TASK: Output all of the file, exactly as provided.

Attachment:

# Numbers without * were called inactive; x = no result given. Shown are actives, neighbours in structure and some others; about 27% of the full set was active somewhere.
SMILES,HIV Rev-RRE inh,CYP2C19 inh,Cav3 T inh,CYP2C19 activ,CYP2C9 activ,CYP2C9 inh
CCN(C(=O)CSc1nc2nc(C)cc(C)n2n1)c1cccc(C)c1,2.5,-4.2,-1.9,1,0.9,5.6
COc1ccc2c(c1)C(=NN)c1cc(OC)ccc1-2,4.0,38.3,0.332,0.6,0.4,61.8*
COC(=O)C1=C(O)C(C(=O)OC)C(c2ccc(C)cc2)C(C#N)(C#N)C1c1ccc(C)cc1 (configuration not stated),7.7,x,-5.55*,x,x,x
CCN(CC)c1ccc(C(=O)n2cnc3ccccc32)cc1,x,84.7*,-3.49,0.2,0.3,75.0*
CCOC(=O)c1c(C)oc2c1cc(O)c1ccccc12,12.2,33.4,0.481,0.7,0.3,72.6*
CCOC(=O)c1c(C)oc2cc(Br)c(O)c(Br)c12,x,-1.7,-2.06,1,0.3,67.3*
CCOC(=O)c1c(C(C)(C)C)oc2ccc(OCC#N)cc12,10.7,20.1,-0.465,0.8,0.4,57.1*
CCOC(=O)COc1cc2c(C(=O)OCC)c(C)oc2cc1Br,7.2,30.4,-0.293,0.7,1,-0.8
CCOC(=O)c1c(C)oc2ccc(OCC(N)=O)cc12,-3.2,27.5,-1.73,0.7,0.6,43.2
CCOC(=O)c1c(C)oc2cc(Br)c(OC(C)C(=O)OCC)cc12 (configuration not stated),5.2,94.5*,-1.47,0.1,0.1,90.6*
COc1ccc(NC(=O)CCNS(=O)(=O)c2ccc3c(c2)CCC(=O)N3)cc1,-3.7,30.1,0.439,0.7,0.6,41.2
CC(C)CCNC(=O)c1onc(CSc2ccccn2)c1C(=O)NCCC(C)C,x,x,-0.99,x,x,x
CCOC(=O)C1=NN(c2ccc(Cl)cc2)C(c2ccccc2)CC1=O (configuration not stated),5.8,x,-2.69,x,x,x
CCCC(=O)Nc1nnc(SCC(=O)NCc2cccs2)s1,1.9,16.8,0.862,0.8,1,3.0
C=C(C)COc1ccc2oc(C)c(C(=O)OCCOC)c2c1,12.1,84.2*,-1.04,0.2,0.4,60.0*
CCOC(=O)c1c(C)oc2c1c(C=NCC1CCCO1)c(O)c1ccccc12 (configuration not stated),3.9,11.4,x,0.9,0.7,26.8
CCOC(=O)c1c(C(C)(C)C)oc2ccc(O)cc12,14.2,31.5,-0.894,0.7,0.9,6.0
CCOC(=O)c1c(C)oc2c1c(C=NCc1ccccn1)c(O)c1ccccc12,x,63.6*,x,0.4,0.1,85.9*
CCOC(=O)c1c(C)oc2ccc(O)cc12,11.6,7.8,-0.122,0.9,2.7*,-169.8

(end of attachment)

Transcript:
# Numbers without * were called inactive; x = no result given. Shown are actives, neighbours in structure and some others; about 27% of the full set was active somewhere.
SMILES,HIV Rev-RRE inh,CYP2C19 inh,Cav3 T inh,CYP2C19 activ,CYP2C9 activ,CYP2C9 inh
CCN(C(=O)CSc1nc2nc(C)cc(C)n2n1)c1cccc(C)c1,2.5,-4.2,-1.9,1,0.9,5.6
COc1ccc2c(c1)C(=NN)c1cc(OC)ccc1-2,4.0,38.3,0.332,0.6,0.4,61.8*
COC(=O)C1=C(O)C(C(=O)OC)C(c2ccc(C)cc2)C(C#N)(C#N)C1c1ccc(C)cc1 (configuration not stated),7.7,x,-5.55*,x,x,x
CCN(CC)c1ccc(C(=O)n2cnc3ccccc32)cc1,x,84.7*,-3.49,0.2,0.3,75.0*
CCOC(=O)c1c(C)oc2c1cc(O)c1ccccc12,12.2,33.4,0.481,0.7,0.3,72.6*
CCOC(=O)c1c(C)oc2cc(Br)c(O)c(Br)c12,x,-1.7,-2.06,1,0.3,67.3*
CCOC(=O)c1c(C(C)(C)C)oc2ccc(OCC#N)cc12,10.7,20.1,-0.465,0.8,0.4,57.1*
CCOC(=O)COc1cc2c(C(=O)OCC)c(C)oc2cc1Br,7.2,30.4,-0.293,0.7,1,-0.8
CCOC(=O)c1c(C)oc2ccc(OCC(N)=O)cc12,-3.2,27.5,-1.73,0.7,0.6,43.2
CCOC(=O)c1c(C)oc2cc(Br)c(OC(C)C(=O)OCC)cc12 (configuration not stated),5.2,94.5*,-1.47,0.1,0.1,90.6*
COc1ccc(NC(=O)CCNS(=O)(=O)c2ccc3c(c2)CCC(=O)N3)cc1,-3.7,30.1,0.439,0.7,0.6,41.2
CC(C)CCNC(=O)c1onc(CSc2ccccn2)c1C(=O)NCCC(C)C,x,x,-0.99,x,x,x
CCOC(=O)C1=NN(c2ccc(Cl)cc2)C(c2ccccc2)CC1=O (configuration not stated),5.8,x,-2.69,x,x,x
CCCC(=O)Nc1nnc(SCC(=O)NCc2cccs2)s1,1.9,16.8,0.862,0.8,1,3.0
C=C(C)COc1ccc2oc(C)c(C(=O)OCCOC)c2c1,12.1,84.2*,-1.04,0.2,0.4,60.0*
CCOC(=O)c1c(C)oc2c1c(C=NCC1CCCO1)c(O)c1ccccc12 (configuration not stated),3.9,11.4,x,0.9,0.7,26.8
CCOC(=O)c1c(C(C)(C)C)oc2ccc(O)cc12,14.2,31.5,-0.894,0.7,0.9,6.0
CCOC(=O)c1c(C)oc2c1c(C=NCc1ccccn1)c(O)c1ccccc12,x,63.6*,x,0.4,0.1,85.9*
CCOC(=O)c1c(C)oc2ccc(O)cc12,11.6,7.8,-0.122,0.9,2.7*,-169.8